Top 100 objects
Browse key artefacts from our properties across the country.
Displaying 1-20 of 99
Pig iron ingot
An iron ‘pig’ or ingot made at Invergarry Furnace.
Object number BON019
Cross - MacMillan's Cross
Alexander MacMillan worked for Alexander MacDonald, Lord of the Isles, as the keeper of Castle Sween.
Object number KLM038
Long before there were en-suite bathrooms, there were urinals like this one.
Object number MEL440
A pirlie pig is a medieval version of today’s piggy bank.
Object number MEL469
Monks at Arbroath Abbey likely used this rare ink pot dating from the 1400s.
Object number ARB066
Inchmahome Priory would once have been bathed in a soft glow by lamps such as this one.
Object number INCM015
Bone gaming counter
This bone object is thought to be a playing piece from a Viking board game called Hnefatafl.
Object number DIRL018
Portrait of Admiral Duncan 1st Viscount Duncan of Camperdown
Admiral Duncan (1731–1804) led the British fleet to victory against the Dutch at Camperdown in 1797.
Object number TRH038
Portrait of Peter Wood
Peter Wood (1749–1826) was a central figure in the whaling industry.
Object number TRH045
This massive stone is a Pictish grave cover.
Object number MEIG011
Portrait of James VI
This early portrait of James VI was likely painted at the time the Scottish court and Denmark began to negotiate an alliance by marriage.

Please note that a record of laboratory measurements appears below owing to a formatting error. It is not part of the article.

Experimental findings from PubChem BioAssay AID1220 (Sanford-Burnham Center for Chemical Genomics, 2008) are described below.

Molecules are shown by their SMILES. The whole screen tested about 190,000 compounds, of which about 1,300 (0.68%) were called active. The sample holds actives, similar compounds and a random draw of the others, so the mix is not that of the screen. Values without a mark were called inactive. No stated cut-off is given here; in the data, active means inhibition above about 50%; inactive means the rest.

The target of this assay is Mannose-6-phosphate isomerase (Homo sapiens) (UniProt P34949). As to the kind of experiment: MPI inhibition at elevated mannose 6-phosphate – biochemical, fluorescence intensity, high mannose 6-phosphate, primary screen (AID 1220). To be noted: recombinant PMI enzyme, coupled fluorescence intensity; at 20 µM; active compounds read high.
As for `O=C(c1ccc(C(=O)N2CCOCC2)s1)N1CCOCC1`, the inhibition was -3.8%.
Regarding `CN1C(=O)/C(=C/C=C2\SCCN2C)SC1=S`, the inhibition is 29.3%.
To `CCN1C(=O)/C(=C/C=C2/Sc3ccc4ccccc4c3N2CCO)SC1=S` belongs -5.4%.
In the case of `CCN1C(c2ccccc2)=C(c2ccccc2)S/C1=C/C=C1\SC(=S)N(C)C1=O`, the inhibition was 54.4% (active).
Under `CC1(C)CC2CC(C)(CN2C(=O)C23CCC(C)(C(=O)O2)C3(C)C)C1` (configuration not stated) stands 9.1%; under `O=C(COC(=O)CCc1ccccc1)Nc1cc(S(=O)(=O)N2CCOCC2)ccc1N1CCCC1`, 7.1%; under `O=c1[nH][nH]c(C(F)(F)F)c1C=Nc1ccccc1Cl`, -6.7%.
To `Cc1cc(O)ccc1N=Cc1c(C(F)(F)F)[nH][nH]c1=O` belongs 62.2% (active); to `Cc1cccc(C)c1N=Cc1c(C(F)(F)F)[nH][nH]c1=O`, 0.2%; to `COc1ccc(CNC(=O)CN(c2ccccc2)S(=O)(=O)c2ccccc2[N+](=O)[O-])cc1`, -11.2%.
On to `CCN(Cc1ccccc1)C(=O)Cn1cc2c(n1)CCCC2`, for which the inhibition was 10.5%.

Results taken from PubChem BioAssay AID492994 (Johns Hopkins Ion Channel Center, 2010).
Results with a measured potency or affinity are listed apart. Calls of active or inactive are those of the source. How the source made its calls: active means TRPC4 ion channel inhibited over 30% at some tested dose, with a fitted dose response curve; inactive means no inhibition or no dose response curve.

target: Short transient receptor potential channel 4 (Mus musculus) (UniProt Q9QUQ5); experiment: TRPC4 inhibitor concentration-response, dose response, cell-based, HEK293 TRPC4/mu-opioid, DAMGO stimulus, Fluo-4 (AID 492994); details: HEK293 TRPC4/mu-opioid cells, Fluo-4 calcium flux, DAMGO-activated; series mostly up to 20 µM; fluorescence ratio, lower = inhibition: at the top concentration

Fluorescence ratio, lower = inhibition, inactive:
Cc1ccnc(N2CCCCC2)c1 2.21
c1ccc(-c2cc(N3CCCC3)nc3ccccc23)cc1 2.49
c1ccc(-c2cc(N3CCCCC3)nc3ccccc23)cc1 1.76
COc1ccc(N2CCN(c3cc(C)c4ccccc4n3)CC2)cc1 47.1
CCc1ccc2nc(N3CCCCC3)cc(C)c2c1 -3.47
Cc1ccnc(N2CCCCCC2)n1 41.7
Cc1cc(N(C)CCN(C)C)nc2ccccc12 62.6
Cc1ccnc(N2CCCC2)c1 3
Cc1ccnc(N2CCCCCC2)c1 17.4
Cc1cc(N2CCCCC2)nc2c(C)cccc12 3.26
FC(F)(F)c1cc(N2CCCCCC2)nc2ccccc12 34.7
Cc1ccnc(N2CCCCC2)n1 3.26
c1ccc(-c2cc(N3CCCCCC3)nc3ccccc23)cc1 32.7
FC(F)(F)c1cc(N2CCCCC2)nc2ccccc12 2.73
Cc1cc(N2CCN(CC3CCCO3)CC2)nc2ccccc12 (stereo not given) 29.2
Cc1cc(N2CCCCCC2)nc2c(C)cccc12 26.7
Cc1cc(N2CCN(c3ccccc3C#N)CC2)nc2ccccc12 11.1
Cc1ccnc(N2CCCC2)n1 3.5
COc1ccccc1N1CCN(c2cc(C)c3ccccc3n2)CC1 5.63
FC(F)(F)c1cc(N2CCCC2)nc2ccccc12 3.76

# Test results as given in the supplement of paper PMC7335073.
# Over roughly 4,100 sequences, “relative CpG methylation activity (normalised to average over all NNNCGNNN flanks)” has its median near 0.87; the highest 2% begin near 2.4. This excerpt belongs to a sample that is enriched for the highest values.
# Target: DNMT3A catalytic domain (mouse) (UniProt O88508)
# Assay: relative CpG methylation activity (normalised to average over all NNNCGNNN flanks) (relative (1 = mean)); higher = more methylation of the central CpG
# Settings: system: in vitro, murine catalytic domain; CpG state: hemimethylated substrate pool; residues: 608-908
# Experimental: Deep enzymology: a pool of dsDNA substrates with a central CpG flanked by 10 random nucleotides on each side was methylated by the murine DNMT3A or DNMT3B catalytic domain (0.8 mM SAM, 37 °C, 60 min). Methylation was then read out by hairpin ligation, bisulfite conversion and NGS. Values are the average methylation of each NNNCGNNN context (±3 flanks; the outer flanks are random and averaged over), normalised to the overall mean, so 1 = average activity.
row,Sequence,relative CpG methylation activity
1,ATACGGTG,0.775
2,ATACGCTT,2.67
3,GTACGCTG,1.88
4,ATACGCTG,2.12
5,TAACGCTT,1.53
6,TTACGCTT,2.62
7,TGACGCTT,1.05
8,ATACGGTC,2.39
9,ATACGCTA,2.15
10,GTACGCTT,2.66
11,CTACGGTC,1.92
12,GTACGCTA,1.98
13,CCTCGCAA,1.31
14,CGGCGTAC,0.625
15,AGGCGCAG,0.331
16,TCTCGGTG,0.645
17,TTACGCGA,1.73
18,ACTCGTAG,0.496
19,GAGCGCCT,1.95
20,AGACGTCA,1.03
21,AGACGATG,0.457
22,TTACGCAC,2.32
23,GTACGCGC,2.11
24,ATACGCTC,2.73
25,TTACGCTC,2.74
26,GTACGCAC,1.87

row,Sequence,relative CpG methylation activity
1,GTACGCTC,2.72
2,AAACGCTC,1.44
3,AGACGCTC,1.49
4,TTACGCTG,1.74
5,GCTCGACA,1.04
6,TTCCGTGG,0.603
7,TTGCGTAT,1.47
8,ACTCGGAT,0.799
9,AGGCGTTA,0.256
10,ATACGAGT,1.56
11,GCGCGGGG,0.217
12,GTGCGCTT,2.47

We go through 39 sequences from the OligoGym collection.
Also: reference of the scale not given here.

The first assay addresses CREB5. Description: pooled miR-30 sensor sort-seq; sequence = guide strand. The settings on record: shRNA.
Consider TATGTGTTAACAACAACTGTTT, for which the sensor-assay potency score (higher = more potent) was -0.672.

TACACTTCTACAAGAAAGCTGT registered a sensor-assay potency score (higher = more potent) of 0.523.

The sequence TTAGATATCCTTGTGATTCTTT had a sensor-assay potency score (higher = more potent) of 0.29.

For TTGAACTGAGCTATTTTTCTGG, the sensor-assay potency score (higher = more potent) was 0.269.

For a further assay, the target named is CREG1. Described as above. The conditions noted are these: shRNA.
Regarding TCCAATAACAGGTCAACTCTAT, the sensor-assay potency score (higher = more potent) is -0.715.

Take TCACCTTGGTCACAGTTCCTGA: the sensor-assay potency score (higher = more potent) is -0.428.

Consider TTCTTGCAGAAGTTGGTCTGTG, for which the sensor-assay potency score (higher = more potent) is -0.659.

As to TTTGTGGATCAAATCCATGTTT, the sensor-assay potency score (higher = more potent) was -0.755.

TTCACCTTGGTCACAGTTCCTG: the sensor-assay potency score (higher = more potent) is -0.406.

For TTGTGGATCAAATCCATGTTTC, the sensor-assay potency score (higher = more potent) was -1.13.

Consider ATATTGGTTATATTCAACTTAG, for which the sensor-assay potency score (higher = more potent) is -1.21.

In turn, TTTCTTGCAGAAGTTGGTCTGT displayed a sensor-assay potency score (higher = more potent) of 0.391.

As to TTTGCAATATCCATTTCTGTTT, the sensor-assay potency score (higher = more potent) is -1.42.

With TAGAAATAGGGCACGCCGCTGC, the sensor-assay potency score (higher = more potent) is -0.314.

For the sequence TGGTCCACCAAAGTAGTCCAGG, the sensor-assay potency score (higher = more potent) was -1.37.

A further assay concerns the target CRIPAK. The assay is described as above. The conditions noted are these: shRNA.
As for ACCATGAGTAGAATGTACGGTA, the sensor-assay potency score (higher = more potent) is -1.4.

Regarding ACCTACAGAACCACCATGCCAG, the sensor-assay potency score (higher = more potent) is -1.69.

Object number EDIN038
Tropical tamarind seeds were used with this mahogany ballot box to cast votes at Trinity House.
Object number TRH062
Made from a whale’s tooth, this penguin is an example of scrimshaw.
Object number TRH100
Sailors could tell the latitude of their ship at sea using a backstaff – also known as a Davis quadrant.
Object number TRH326
Lighthouse model - Bell rock
Bell Rock Lighthouse in miniature.
Object number TRH335
Ship model - Whaling ship Raith
The Raith was one of the ships owned by Peter Wood (1749–1826), a central figure in the whaling industry.
Object number TRH382
Last used in 1929 to fight a fire at Glenlossie Distillery, this fire engine was pulled by a pair of horses.
Object number DHU018
Known as Angus, this gargoyle once acted as a spout to direct rainwater from the roof of Caerlaverock Castle.
Object number CAER/o/1
The slight curve to the back of this medieval panel from Crossraguel Abbey suggests that it was a section of a baptismal font.
Object number CGL/o/1
These beads may have been used as a necklace more than 4,500 years ago.
Object number SKB055